Abbreviated as “Brexit,” the British Exit refers to the decision of United Kingdom (UK) to leave the European Union (EU), which unexpectedly won by 51 percent votes two years ago. Along with this agreement, the British government guaranteed its citizens that it will keep on protecting the environment through the recently launched 25-year environmental plan.
The UK environmental secretary Michael Gove was quoted in a Politico opinion piece saying that Brexit is “a chance to take back control of our environment.” He then referred to the 25-year action plan launched by their Prime Minister Theresa May as “the way to Green Brexit and beyond.”
However, in a risk analysis commissioned by Friends of the Earth and conducted by researchers from the University of Sheffield, Queen’s University Belfast, and University of East Anglia found out that the environment protection rules in UK are most likely to weaken with Brexit deals. Also, the analysis found out that the environmental plan launched was poor on details and much less ambitious than the current EU standard.
“The 25-year plan was depressing and concerning. If the government is not tied down to strict standards, we will see waning investment in the environment and less capacity for NGOs to challenge what they do in the courts,” said author and Sheffield University professor Charlotte Burns.
The study is a comprehensive response to Friends of the Earth’s question: “what, if any, are the risks to the environment from the various post-Brexit relationships currently being discussed.” The analysis involved creating models out of 15 environmental policy areas under five trade arrangements – Norwegian, Canadian, Turkish, planned no deal, and chaotic no deal.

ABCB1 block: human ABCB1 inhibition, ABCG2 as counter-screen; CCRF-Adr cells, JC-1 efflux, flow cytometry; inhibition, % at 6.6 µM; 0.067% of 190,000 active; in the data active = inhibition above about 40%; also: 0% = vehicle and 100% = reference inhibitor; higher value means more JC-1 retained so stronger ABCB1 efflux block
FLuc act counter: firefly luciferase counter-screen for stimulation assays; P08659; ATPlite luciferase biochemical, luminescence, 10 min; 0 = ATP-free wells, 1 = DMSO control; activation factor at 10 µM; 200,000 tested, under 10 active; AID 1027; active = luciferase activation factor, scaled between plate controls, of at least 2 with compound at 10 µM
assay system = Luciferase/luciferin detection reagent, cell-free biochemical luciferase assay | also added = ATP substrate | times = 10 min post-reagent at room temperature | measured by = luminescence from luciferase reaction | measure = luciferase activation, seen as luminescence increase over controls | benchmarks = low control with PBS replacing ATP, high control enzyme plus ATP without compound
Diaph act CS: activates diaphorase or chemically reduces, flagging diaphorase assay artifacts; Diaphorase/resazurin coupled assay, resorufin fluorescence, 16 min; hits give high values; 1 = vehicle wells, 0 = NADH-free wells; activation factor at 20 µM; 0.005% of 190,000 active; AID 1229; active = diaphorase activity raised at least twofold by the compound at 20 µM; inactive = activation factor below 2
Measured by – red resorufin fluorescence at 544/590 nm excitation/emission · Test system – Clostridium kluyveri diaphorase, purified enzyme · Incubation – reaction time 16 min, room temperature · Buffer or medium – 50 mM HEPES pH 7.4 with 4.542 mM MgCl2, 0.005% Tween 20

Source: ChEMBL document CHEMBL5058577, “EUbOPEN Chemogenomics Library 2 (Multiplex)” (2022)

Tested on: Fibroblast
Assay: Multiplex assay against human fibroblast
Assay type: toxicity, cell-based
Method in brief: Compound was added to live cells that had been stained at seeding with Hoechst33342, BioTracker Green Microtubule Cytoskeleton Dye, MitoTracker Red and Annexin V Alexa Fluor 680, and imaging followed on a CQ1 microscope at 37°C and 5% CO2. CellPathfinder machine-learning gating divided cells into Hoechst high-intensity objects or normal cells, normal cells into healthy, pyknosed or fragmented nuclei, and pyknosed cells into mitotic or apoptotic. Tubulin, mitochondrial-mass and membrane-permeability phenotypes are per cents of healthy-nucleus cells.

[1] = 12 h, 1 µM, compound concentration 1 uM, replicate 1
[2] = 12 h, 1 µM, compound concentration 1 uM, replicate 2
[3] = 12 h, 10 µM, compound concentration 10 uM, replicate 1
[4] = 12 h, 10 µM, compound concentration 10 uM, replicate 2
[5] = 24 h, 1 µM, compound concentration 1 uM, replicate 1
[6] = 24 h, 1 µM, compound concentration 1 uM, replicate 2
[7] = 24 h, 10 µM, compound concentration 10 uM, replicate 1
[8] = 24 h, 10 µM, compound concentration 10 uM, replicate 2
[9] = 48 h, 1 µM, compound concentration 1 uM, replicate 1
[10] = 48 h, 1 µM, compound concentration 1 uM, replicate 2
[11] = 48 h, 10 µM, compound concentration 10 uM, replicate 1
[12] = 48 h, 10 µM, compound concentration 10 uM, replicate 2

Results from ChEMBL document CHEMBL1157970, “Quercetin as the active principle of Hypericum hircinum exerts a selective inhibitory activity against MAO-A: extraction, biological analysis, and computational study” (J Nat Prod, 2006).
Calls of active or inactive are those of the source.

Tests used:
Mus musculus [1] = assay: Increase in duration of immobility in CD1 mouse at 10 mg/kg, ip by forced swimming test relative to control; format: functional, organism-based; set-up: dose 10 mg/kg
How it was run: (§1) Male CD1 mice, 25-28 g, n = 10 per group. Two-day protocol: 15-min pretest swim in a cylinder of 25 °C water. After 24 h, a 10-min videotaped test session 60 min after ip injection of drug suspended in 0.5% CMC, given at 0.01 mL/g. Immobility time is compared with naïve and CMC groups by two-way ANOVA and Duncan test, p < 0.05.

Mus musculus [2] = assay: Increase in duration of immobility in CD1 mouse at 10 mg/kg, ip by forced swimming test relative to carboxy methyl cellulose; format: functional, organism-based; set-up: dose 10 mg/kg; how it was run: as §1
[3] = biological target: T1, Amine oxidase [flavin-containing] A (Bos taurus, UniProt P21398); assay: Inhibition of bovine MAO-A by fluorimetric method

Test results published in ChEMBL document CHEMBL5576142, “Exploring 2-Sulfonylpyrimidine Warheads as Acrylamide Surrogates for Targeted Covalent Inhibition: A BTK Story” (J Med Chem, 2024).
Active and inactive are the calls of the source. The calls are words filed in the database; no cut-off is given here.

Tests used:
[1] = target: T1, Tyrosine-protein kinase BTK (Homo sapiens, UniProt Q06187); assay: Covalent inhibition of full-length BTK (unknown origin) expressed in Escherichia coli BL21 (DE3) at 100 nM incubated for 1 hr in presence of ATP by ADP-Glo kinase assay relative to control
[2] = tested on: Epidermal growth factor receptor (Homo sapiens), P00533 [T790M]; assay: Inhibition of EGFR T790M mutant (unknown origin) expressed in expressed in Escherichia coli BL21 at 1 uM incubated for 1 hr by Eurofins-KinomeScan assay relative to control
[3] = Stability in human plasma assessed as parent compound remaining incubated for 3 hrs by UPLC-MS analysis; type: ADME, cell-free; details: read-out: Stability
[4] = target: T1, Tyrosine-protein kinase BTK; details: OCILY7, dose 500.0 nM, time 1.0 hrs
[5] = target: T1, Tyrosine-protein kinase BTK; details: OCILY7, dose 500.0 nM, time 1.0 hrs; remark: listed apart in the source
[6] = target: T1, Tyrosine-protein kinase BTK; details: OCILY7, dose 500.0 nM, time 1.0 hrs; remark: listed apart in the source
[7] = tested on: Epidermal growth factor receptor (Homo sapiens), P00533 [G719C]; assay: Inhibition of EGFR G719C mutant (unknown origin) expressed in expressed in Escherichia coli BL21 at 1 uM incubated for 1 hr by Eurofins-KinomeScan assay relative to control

All of the five trade options were found to pose very high risk to habitats and birds. Among the five options, the Norwegian trade agreement, which is the model closest to EU standard, shows the lowest risk in the other 14 policy areas, ranging from limited to moderate risk levels. On the other hand, the chaotic no deal option poses the highest risk and the farthest from EU.
With the risk analysis on hand, Friends of the Earth and other campaigners are seeking environmental regulations to be written by UK and EU – environmental non-regression clause, for instance.
“We were promised that Brexit wouldn’t harm our environment—but this analysis shows that under all scenarios currently on the table, this promise will be broken. We hope this report will spur parliament to make much needed changes to the withdrawal bill currently in the process of going through parliament, to lock in guarantees for our environment that the report authors have found lacking so far,” said Kierra Box from Friends of the Earth.
A spokesman from UK’s Department for Environment, Food, and Rural Affairs said in response to the risk analysis, “As Friends of the Earth have themselves said, the EU’s Common Agricultural Policy has encouraged environmentally damaging methods of farming. Leaving the Eu also means we can create a more sustainable fisheries policy and do much more to improve animal welfare. We will soon consult on an independent, statutory body to hold the government to account on the environment and on a new statement of environmental principles.”